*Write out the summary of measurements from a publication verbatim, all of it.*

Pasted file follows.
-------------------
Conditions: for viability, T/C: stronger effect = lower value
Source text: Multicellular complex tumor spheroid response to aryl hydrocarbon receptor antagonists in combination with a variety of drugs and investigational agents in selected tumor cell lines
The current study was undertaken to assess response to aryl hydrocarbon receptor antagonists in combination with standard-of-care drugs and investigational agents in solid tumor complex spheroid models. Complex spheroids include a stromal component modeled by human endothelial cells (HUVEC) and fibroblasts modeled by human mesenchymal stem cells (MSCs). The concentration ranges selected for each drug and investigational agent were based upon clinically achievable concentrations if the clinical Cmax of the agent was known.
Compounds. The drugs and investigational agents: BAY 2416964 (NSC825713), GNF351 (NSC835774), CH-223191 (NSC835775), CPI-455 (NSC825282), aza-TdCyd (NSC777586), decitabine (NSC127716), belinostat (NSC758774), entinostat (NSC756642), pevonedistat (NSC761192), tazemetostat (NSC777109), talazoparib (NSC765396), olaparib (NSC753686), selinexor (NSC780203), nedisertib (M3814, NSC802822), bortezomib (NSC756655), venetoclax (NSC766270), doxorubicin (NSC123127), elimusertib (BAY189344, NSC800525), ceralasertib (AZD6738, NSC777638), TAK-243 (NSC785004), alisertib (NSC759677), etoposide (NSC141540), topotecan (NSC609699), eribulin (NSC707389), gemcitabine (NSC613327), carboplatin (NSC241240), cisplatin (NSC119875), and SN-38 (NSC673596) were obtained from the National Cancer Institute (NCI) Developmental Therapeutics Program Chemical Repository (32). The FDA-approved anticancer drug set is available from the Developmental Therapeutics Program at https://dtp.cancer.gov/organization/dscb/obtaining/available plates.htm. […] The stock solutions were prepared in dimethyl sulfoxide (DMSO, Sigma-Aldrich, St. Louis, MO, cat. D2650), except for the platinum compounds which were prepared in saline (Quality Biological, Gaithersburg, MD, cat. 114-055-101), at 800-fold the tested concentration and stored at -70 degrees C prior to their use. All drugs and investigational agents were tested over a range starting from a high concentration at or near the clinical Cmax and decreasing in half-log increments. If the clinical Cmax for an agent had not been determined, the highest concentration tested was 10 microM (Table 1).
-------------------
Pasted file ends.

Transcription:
Conditions: for viability, T/C: stronger effect = lower value
Source text: Multicellular complex tumor spheroid response to aryl hydrocarbon receptor antagonists in combination with a variety of drugs and investigational agents in selected tumor cell lines
The current study was undertaken to assess response to aryl hydrocarbon receptor antagonists in combination with standard-of-care drugs and investigational agents in solid tumor complex spheroid models. Complex spheroids include a stromal component modeled by human endothelial cells (HUVEC) and fibroblasts modeled by human mesenchymal stem cells (MSCs). The concentration ranges selected for each drug and investigational agent were based upon clinically achievable concentrations if the clinical Cmax of the agent was known.
Compounds. The drugs and investigational agents: BAY 2416964 (NSC825713), GNF351 (NSC835774), CH-223191 (NSC835775), CPI-455 (NSC825282), aza-TdCyd (NSC777586), decitabine (NSC127716), belinostat (NSC758774), entinostat (NSC756642), pevonedistat (NSC761192), tazemetostat (NSC777109), talazoparib (NSC765396), olaparib (NSC753686), selinexor (NSC780203), nedisertib (M3814, NSC802822), bortezomib (NSC756655), venetoclax (NSC766270), doxorubicin (NSC123127), elimusertib (BAY189344, NSC800525), ceralasertib (AZD6738, NSC777638), TAK-243 (NSC785004), alisertib (NSC759677), etoposide (NSC141540), topotecan (NSC609699), eribulin (NSC707389), gemcitabine (NSC613327), carboplatin (NSC241240), cisplatin (NSC119875), and SN-38 (NSC673596) were obtained from the National Cancer Institute (NCI) Developmental Therapeutics Program Chemical Repository (32). The FDA-approved anticancer drug set is available from the Developmental Therapeutics Program at https://dtp.cancer.gov/organization/dscb/obtaining/available plates.htm. […] The stock solutions were prepared in dimethyl sulfoxide (DMSO, Sigma-Aldrich, St. Louis, MO, cat. D2650), except for the platinum compounds which were prepared in saline (Quality Biological, Gaithersburg, MD, cat. 114-055-101), at 800-fold the tested concentration and stored at -70 degrees C prior to their use. All drugs and investigational agents were tested over a range starting from a high concentration at or near the clinical Cmax and decreasing in half-log increments. If the clinical Cmax for an agent had not been determined, the highest concentration tested was 10 microM (Table 1).